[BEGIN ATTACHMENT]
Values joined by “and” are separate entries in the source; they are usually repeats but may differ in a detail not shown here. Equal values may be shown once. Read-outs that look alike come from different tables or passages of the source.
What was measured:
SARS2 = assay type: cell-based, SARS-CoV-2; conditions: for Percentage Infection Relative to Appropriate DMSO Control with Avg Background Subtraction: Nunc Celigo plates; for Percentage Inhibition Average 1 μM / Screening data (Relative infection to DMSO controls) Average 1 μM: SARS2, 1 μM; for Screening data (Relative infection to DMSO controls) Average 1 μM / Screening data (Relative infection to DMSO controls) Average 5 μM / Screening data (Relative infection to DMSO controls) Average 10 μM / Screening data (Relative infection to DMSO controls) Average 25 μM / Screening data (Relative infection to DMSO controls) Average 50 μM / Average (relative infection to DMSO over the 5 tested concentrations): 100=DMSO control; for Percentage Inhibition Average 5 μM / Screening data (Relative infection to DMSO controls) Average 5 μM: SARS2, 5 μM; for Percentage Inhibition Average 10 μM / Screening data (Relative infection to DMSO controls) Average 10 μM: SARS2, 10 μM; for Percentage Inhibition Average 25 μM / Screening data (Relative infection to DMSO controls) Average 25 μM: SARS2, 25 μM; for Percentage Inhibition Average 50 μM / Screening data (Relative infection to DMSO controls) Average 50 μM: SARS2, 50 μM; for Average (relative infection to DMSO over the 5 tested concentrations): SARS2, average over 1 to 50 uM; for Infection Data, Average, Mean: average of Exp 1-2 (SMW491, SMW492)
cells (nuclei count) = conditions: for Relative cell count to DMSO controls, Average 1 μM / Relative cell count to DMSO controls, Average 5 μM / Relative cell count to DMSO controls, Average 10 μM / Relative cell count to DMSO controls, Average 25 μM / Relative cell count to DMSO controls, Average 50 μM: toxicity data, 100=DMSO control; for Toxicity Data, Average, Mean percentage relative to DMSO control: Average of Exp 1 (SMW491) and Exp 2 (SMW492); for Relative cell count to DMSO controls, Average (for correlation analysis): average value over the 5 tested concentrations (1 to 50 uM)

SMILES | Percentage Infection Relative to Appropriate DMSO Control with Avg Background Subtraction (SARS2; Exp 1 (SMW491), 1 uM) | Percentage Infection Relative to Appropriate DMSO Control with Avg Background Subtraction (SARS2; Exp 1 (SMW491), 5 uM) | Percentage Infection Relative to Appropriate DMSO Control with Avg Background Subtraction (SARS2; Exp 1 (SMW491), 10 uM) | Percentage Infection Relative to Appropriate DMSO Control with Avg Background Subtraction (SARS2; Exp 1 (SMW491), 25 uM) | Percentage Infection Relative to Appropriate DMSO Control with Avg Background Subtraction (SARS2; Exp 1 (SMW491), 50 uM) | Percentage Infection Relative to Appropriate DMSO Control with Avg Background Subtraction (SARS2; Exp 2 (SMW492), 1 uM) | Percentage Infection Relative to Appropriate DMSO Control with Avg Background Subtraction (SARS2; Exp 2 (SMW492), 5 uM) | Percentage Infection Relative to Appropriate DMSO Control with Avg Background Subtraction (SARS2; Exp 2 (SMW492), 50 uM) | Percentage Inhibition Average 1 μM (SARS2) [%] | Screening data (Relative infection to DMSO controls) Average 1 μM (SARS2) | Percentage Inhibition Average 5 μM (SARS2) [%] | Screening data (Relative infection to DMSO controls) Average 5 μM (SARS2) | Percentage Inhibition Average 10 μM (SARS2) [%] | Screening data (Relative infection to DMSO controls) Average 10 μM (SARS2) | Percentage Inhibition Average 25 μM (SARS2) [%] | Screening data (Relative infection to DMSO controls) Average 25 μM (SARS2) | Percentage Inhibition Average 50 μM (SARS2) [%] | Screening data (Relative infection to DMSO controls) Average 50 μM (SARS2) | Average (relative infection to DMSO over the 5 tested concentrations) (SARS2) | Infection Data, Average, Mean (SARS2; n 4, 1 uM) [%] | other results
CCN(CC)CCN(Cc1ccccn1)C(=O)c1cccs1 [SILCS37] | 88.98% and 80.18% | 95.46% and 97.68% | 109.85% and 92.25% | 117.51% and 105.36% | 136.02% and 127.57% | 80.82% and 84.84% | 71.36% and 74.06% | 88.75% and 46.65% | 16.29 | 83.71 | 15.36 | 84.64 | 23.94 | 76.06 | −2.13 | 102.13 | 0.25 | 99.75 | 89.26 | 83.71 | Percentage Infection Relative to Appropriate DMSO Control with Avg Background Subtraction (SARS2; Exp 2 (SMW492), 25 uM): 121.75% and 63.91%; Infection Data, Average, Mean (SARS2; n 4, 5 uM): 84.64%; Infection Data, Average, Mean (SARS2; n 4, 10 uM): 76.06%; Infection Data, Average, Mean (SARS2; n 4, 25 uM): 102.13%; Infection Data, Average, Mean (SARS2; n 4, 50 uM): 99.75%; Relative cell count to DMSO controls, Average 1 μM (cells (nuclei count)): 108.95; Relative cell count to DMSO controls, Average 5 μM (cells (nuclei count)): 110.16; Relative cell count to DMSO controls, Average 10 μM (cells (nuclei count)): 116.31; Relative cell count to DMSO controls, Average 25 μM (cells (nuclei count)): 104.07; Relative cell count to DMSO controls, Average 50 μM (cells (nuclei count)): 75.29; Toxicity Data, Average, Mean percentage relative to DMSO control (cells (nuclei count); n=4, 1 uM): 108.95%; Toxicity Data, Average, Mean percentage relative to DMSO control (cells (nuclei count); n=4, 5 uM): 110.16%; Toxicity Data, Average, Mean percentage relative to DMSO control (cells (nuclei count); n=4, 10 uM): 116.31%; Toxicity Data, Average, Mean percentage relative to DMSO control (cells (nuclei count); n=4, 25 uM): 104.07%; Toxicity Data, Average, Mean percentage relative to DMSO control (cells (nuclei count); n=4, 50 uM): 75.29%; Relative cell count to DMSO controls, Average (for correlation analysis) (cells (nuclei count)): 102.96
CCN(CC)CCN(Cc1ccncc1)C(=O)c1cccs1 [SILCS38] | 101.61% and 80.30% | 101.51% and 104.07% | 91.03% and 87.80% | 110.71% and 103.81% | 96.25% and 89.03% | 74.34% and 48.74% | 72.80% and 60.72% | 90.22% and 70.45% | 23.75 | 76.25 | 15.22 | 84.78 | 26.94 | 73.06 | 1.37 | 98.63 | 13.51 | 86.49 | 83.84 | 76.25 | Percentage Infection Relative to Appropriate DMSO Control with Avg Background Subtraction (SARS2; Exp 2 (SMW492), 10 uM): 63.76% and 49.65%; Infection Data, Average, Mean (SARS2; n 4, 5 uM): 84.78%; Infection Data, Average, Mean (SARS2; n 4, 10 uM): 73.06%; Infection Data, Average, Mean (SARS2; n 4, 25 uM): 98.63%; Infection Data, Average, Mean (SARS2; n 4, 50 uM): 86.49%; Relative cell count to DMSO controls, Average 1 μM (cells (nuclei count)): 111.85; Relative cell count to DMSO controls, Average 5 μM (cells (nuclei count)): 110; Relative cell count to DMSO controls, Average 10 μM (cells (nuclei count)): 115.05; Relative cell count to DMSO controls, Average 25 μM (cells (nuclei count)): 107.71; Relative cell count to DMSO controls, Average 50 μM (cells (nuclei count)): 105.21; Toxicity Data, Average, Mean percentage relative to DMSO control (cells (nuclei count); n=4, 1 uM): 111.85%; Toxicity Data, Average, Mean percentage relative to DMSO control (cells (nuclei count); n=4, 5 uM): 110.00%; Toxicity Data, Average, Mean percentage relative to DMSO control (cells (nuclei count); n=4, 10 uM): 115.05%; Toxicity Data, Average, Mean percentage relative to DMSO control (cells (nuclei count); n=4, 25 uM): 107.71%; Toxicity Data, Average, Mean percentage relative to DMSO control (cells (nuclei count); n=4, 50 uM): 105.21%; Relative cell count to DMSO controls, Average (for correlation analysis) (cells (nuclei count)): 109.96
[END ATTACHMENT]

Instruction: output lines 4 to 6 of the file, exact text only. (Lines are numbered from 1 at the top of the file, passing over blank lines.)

cells (nuclei count) = conditions: for Relative cell count to DMSO controls, Average 1 μM / Relative cell count to DMSO controls, Average 5 μM / Relative cell count to DMSO controls, Average 10 μM / Relative cell count to DMSO controls, Average 25 μM / Relative cell count to DMSO controls, Average 50 μM: toxicity data, 100=DMSO control; for Toxicity Data, Average, Mean percentage relative to DMSO control: Average of Exp 1 (SMW491) and Exp 2 (SMW492); for Relative cell count to DMSO controls, Average (for correlation analysis): average value over the 5 tested concentrations (1 to 50 uM)

SMILES | Percentage Infection Relative to Appropriate DMSO Control with Avg Background Subtraction (SARS2; Exp 1 (SMW491), 1 uM) | Percentage Infection Relative to Appropriate DMSO Control with Avg Background Subtraction (SARS2; Exp 1 (SMW491), 5 uM) | Percentage Infection Relative to Appropriate DMSO Control with Avg Background Subtraction (SARS2; Exp 1 (SMW491), 10 uM) | Percentage Infection Relative to Appropriate DMSO Control with Avg Background Subtraction (SARS2; Exp 1 (SMW491), 25 uM) | Percentage Infection Relative to Appropriate DMSO Control with Avg Background Subtraction (SARS2; Exp 1 (SMW491), 50 uM) | Percentage Infection Relative to Appropriate DMSO Control with Avg Background Subtraction (SARS2; Exp 2 (SMW492), 1 uM) | Percentage Infection Relative to Appropriate DMSO Control with Avg Background Subtraction (SARS2; Exp 2 (SMW492), 5 uM) | Percentage Infection Relative to Appropriate DMSO Control with Avg Background Subtraction (SARS2; Exp 2 (SMW492), 50 uM) | Percentage Inhibition Average 1 μM (SARS2) [%] | Screening data (Relative infection to DMSO controls) Average 1 μM (SARS2) | Percentage Inhibition Average 5 μM (SARS2) [%] | Screening data (Relative infection to DMSO controls) Average 5 μM (SARS2) | Percentage Inhibition Average 10 μM (SARS2) [%] | Screening data (Relative infection to DMSO controls) Average 10 μM (SARS2) | Percentage Inhibition Average 25 μM (SARS2) [%] | Screening data (Relative infection to DMSO controls) Average 25 μM (SARS2) | Percentage Inhibition Average 50 μM (SARS2) [%] | Screening data (Relative infection to DMSO controls) Average 50 μM (SARS2) | Average (relative infection to DMSO over the 5 tested concentrations) (SARS2) | Infection Data, Average, Mean (SARS2; n 4, 1 uM) [%] | other results
CCN(CC)CCN(Cc1ccccn1)C(=O)c1cccs1 [SILCS37] | 88.98% and 80.18% | 95.46% and 97.68% | 109.85% and 92.25% | 117.51% and 105.36% | 136.02% and 127.57% | 80.82% and 84.84% | 71.36% and 74.06% | 88.75% and 46.65% | 16.29 | 83.71 | 15.36 | 84.64 | 23.94 | 76.06 | −2.13 | 102.13 | 0.25 | 99.75 | 89.26 | 83.71 | Percentage Infection Relative to Appropriate DMSO Control with Avg Background Subtraction (SARS2; Exp 2 (SMW492), 25 uM): 121.75% and 63.91%; Infection Data, Average, Mean (SARS2; n 4, 5 uM): 84.64%; Infection Data, Average, Mean (SARS2; n 4, 10 uM): 76.06%; Infection Data, Average, Mean (SARS2; n 4, 25 uM): 102.13%; Infection Data, Average, Mean (SARS2; n 4, 50 uM): 99.75%; Relative cell count to DMSO controls, Average 1 μM (cells (nuclei count)): 108.95; Relative cell count to DMSO controls, Average 5 μM (cells (nuclei count)): 110.16; Relative cell count to DMSO controls, Average 10 μM (cells (nuclei count)): 116.31; Relative cell count to DMSO controls, Average 25 μM (cells (nuclei count)): 104.07; Relative cell count to DMSO controls, Average 50 μM (cells (nuclei count)): 75.29; Toxicity Data, Average, Mean percentage relative to DMSO control (cells (nuclei count); n=4, 1 uM): 108.95%; Toxicity Data, Average, Mean percentage relative to DMSO control (cells (nuclei count); n=4, 5 uM): 110.16%; Toxicity Data, Average, Mean percentage relative to DMSO control (cells (nuclei count); n=4, 10 uM): 116.31%; Toxicity Data, Average, Mean percentage relative to DMSO control (cells (nuclei count); n=4, 25 uM): 104.07%; Toxicity Data, Average, Mean percentage relative to DMSO control (cells (nuclei count); n=4, 50 uM): 75.29%; Relative cell count to DMSO controls, Average (for correlation analysis) (cells (nuclei count)): 102.96